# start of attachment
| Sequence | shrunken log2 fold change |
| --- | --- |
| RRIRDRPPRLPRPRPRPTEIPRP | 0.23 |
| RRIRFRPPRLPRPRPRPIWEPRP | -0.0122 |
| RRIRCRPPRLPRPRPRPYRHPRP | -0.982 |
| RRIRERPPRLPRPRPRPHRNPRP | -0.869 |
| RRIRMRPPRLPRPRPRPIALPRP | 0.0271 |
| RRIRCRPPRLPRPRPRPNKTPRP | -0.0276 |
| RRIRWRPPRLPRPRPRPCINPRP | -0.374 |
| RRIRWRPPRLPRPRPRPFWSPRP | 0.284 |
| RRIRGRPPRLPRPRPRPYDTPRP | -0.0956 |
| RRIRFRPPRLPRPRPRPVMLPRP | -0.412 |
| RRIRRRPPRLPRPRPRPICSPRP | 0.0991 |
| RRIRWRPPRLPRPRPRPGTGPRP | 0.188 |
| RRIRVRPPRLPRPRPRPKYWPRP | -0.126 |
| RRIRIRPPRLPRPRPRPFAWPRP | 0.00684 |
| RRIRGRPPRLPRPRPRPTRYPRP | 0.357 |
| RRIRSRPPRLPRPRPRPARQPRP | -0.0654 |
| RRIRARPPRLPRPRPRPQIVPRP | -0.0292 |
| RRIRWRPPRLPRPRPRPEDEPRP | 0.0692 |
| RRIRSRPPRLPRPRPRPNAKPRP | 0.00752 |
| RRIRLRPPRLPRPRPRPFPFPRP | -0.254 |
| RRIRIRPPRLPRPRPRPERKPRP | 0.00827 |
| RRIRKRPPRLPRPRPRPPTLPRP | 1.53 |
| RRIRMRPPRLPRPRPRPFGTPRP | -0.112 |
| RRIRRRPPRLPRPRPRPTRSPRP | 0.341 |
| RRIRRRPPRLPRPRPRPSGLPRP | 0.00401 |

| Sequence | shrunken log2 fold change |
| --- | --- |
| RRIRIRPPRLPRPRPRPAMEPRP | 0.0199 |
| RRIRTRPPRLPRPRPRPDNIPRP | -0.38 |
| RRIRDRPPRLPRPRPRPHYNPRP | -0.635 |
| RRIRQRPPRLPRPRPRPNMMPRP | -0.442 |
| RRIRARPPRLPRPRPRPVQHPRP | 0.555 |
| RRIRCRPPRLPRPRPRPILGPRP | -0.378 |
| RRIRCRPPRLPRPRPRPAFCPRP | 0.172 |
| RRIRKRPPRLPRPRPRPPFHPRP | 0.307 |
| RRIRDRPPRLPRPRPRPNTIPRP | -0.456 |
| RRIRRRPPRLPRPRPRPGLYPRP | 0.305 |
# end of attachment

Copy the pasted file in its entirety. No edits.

| Sequence | shrunken log2 fold change |
| --- | --- |
| RRIRDRPPRLPRPRPRPTEIPRP | 0.23 |
| RRIRFRPPRLPRPRPRPIWEPRP | -0.0122 |
| RRIRCRPPRLPRPRPRPYRHPRP | -0.982 |
| RRIRERPPRLPRPRPRPHRNPRP | -0.869 |
| RRIRMRPPRLPRPRPRPIALPRP | 0.0271 |
| RRIRCRPPRLPRPRPRPNKTPRP | -0.0276 |
| RRIRWRPPRLPRPRPRPCINPRP | -0.374 |
| RRIRWRPPRLPRPRPRPFWSPRP | 0.284 |
| RRIRGRPPRLPRPRPRPYDTPRP | -0.0956 |
| RRIRFRPPRLPRPRPRPVMLPRP | -0.412 |
| RRIRRRPPRLPRPRPRPICSPRP | 0.0991 |
| RRIRWRPPRLPRPRPRPGTGPRP | 0.188 |
| RRIRVRPPRLPRPRPRPKYWPRP | -0.126 |
| RRIRIRPPRLPRPRPRPFAWPRP | 0.00684 |
| RRIRGRPPRLPRPRPRPTRYPRP | 0.357 |
| RRIRSRPPRLPRPRPRPARQPRP | -0.0654 |
| RRIRARPPRLPRPRPRPQIVPRP | -0.0292 |
| RRIRWRPPRLPRPRPRPEDEPRP | 0.0692 |
| RRIRSRPPRLPRPRPRPNAKPRP | 0.00752 |
| RRIRLRPPRLPRPRPRPFPFPRP | -0.254 |
| RRIRIRPPRLPRPRPRPERKPRP | 0.00827 |
| RRIRKRPPRLPRPRPRPPTLPRP | 1.53 |
| RRIRMRPPRLPRPRPRPFGTPRP | -0.112 |
| RRIRRRPPRLPRPRPRPTRSPRP | 0.341 |
| RRIRRRPPRLPRPRPRPSGLPRP | 0.00401 |

| Sequence | shrunken log2 fold change |
| --- | --- |
| RRIRIRPPRLPRPRPRPAMEPRP | 0.0199 |
| RRIRTRPPRLPRPRPRPDNIPRP | -0.38 |
| RRIRDRPPRLPRPRPRPHYNPRP | -0.635 |
| RRIRQRPPRLPRPRPRPNMMPRP | -0.442 |
| RRIRARPPRLPRPRPRPVQHPRP | 0.555 |
| RRIRCRPPRLPRPRPRPILGPRP | -0.378 |
| RRIRCRPPRLPRPRPRPAFCPRP | 0.172 |
| RRIRKRPPRLPRPRPRPPFHPRP | 0.307 |
| RRIRDRPPRLPRPRPRPNTIPRP | -0.456 |
| RRIRRRPPRLPRPRPRPGLYPRP | 0.305 |